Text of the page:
The Anglo-French attempt to knock Turkey out of World War I and open a supply route to Russia via the Black Sea remains controversial to this day. While having at least potential to break the deadlock on the western front by attacking from the rear, the attempt failed on several levels, mainly by overestimating the strength of naval gunfire against land installations, and the degree to which battleships were susceptible to damage from mines. Turkish resistance to the attacks by British, Australian, and New Zealander troops was also considerable stiffer than anybody had allowed for. The battle for Hill 60 was essentially the high tide mark of Commonwealth efforts. By the end of August, 1915 the battle, and hill, were abandoned.
The whole operation had been marked by controversy in the British government. Admiral Sir John Fisher, the brilliant and mercurial First Sea Lord, chief of the Royal Navy, had grave doubts about the operation from the beginning. He battled with his political master, First Lord of the Admiralty, the equally brilliant and mercurial Winston Churchill, over the whole concept, and the operations once things got underway. He resigned on May 15, 1915. Ten days later Churchill was forced out of office as a new, coalition, government was formed to prosecute the war.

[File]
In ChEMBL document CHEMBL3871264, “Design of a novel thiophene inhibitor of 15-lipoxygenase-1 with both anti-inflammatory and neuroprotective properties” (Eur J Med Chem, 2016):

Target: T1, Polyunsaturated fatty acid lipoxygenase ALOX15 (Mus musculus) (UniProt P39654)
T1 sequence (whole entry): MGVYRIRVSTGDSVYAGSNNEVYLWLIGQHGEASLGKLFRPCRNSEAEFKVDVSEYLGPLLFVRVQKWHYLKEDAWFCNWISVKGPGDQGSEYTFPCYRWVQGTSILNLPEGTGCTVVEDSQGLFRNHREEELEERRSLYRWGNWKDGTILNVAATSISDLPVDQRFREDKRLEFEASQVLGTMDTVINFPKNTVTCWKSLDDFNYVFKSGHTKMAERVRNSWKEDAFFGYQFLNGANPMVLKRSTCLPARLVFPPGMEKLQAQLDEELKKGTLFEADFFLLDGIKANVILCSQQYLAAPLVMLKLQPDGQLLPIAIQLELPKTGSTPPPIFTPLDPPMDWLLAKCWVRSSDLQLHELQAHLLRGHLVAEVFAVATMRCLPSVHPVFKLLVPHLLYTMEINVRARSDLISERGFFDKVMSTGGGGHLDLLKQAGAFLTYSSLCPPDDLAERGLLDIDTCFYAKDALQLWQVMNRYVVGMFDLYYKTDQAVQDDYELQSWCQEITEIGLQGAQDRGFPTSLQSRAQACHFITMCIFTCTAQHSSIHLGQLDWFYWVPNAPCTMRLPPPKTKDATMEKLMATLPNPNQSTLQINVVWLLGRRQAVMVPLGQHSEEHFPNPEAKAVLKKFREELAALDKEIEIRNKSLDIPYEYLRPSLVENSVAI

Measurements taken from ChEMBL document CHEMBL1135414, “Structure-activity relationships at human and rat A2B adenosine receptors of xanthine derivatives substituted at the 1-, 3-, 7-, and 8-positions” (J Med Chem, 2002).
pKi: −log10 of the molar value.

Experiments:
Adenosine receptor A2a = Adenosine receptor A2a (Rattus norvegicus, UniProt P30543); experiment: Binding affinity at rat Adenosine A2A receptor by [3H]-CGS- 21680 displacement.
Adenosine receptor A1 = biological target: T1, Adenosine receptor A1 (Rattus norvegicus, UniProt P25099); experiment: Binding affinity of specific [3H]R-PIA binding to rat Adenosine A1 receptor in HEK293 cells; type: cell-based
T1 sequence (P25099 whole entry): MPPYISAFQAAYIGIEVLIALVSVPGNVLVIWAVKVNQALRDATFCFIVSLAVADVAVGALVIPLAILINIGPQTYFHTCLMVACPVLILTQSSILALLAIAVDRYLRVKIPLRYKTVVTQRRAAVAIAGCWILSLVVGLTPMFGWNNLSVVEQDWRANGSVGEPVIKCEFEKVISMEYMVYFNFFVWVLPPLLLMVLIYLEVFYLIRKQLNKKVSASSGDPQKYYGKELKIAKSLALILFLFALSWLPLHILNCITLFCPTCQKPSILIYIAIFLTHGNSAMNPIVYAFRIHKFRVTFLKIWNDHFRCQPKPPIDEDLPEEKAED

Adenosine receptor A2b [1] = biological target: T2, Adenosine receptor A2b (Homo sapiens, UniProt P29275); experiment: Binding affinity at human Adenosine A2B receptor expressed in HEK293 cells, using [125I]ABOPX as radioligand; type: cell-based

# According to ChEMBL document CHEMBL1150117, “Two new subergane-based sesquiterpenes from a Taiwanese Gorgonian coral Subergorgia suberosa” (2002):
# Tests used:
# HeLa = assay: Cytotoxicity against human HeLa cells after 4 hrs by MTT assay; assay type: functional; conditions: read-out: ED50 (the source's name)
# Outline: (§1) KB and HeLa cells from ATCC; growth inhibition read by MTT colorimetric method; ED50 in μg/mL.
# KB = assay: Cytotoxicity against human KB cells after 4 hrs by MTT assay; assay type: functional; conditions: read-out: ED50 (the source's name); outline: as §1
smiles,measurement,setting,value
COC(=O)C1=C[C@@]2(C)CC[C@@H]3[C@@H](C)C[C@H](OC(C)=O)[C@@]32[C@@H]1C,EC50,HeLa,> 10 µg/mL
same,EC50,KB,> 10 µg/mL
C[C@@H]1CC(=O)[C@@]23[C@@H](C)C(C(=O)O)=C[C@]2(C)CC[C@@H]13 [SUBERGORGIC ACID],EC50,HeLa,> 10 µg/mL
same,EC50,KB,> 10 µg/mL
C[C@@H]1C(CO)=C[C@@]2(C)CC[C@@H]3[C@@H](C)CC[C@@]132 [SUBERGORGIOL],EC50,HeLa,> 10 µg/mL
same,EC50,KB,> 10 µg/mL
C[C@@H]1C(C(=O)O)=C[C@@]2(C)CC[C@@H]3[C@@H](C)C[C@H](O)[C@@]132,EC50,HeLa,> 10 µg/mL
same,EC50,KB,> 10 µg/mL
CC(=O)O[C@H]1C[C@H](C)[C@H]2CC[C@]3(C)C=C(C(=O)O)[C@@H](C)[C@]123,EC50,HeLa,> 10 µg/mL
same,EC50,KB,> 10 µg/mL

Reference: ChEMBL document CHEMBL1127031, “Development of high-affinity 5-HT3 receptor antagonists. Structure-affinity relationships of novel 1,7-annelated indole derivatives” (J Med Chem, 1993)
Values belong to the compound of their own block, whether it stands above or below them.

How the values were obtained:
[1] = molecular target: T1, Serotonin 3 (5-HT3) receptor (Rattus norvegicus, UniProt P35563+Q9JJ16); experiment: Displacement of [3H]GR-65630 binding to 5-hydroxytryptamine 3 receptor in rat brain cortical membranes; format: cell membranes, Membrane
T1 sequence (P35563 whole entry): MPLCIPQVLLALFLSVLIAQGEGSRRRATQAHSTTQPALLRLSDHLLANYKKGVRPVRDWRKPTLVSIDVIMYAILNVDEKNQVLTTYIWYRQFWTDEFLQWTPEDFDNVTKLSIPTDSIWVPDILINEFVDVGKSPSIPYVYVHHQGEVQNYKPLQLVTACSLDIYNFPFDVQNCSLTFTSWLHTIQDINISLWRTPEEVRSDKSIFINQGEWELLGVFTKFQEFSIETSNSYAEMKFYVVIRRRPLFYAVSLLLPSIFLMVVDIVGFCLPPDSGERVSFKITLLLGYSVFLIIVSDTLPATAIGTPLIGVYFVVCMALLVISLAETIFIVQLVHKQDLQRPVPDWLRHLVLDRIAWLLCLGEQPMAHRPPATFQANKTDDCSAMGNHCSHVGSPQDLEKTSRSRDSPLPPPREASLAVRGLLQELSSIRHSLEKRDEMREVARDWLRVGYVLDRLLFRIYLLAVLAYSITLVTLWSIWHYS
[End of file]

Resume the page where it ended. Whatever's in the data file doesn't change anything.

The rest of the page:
The Hill 60 Memorial is built over some of the trenches dug during the battle. It contains 754 graves of New Zealand, Australian, and British troops, of which the names of 712 are unknown.
The New Zealand Memorial:
The grounds, and graves:
Aerial View, 1923:
And Peter Weir’s great 1981 movie, Gallipoli: http://www.imdb.com/title/tt0082432/?ref_=nv_sr_1
Those who found it before the hint:
- Eloy Cano
- Phil Ower
and after the hint:
- steve willis
- Steve Hoge